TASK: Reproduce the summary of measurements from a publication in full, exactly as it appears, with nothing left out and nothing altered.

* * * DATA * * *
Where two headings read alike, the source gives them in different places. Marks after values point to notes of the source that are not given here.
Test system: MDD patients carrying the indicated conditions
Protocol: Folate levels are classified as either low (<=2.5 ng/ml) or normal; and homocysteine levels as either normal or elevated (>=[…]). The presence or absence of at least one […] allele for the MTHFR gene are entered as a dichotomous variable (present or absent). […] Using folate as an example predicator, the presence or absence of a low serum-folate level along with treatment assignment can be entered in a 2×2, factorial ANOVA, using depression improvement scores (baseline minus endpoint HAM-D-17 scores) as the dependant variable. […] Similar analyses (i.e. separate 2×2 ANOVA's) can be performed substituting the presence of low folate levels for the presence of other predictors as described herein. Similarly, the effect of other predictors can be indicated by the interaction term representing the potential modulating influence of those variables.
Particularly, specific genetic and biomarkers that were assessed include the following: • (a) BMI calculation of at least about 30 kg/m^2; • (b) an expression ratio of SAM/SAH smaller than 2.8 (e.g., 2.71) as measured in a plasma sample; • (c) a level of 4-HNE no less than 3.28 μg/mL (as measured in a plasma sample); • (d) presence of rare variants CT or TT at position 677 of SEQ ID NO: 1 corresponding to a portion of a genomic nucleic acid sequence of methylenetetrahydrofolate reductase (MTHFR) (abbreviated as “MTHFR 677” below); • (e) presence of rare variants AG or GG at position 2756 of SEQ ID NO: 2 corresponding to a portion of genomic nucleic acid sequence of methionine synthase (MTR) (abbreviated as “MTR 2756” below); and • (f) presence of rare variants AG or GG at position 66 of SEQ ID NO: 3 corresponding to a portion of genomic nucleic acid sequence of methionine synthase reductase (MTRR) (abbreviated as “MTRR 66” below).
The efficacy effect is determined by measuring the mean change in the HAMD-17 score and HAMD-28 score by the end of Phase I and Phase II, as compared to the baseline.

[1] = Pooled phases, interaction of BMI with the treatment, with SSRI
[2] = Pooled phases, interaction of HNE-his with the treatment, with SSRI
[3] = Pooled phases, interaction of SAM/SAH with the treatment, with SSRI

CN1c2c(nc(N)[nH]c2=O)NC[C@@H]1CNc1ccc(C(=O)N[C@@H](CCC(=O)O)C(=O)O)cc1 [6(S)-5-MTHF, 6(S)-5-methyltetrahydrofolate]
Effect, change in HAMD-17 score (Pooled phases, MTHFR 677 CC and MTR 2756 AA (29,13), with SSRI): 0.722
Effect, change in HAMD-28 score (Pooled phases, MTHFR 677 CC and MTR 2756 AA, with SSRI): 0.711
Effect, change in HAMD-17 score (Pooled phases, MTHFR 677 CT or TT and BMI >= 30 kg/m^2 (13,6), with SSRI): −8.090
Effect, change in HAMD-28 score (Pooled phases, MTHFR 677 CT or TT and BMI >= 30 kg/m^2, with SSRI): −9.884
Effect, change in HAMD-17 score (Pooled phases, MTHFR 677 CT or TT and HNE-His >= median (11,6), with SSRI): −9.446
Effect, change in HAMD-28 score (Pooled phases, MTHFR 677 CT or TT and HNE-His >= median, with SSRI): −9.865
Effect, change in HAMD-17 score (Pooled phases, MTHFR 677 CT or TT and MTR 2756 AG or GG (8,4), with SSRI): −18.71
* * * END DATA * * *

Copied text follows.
Where two headings read alike, the source gives them in different places. Marks after values point to notes of the source that are not given here.
Test system: MDD patients carrying the indicated conditions
Protocol: Folate levels are classified as either low (<=2.5 ng/ml) or normal; and homocysteine levels as either normal or elevated (>=[…]). The presence or absence of at least one […] allele for the MTHFR gene are entered as a dichotomous variable (present or absent). […] Using folate as an example predicator, the presence or absence of a low serum-folate level along with treatment assignment can be entered in a 2×2, factorial ANOVA, using depression improvement scores (baseline minus endpoint HAM-D-17 scores) as the dependant variable. […] Similar analyses (i.e. separate 2×2 ANOVA's) can be performed substituting the presence of low folate levels for the presence of other predictors as described herein. Similarly, the effect of other predictors can be indicated by the interaction term representing the potential modulating influence of those variables.
Particularly, specific genetic and biomarkers that were assessed include the following: • (a) BMI calculation of at least about 30 kg/m^2; • (b) an expression ratio of SAM/SAH smaller than 2.8 (e.g., 2.71) as measured in a plasma sample; • (c) a level of 4-HNE no less than 3.28 μg/mL (as measured in a plasma sample); • (d) presence of rare variants CT or TT at position 677 of SEQ ID NO: 1 corresponding to a portion of a genomic nucleic acid sequence of methylenetetrahydrofolate reductase (MTHFR) (abbreviated as “MTHFR 677” below); • (e) presence of rare variants AG or GG at position 2756 of SEQ ID NO: 2 corresponding to a portion of genomic nucleic acid sequence of methionine synthase (MTR) (abbreviated as “MTR 2756” below); and • (f) presence of rare variants AG or GG at position 66 of SEQ ID NO: 3 corresponding to a portion of genomic nucleic acid sequence of methionine synthase reductase (MTRR) (abbreviated as “MTRR 66” below).
The efficacy effect is determined by measuring the mean change in the HAMD-17 score and HAMD-28 score by the end of Phase I and Phase II, as compared to the baseline.

[1] = Pooled phases, interaction of BMI with the treatment, with SSRI
[2] = Pooled phases, interaction of HNE-his with the treatment, with SSRI
[3] = Pooled phases, interaction of SAM/SAH with the treatment, with SSRI

CN1c2c(nc(N)[nH]c2=O)NC[C@@H]1CNc1ccc(C(=O)N[C@@H](CCC(=O)O)C(=O)O)cc1 [6(S)-5-MTHF, 6(S)-5-methyltetrahydrofolate]
Effect, change in HAMD-17 score (Pooled phases, MTHFR 677 CC and MTR 2756 AA (29,13), with SSRI): 0.722
Effect, change in HAMD-28 score (Pooled phases, MTHFR 677 CC and MTR 2756 AA, with SSRI): 0.711
Effect, change in HAMD-17 score (Pooled phases, MTHFR 677 CT or TT and BMI >= 30 kg/m^2 (13,6), with SSRI): −8.090
Effect, change in HAMD-28 score (Pooled phases, MTHFR 677 CT or TT and BMI >= 30 kg/m^2, with SSRI): −9.884
Effect, change in HAMD-17 score (Pooled phases, MTHFR 677 CT or TT and HNE-His >= median (11,6), with SSRI): −9.446
Effect, change in HAMD-28 score (Pooled phases, MTHFR 677 CT or TT and HNE-His >= median, with SSRI): −9.865
Effect, change in HAMD-17 score (Pooled phases, MTHFR 677 CT or TT and MTR 2756 AG or GG (8,4), with SSRI): −18.71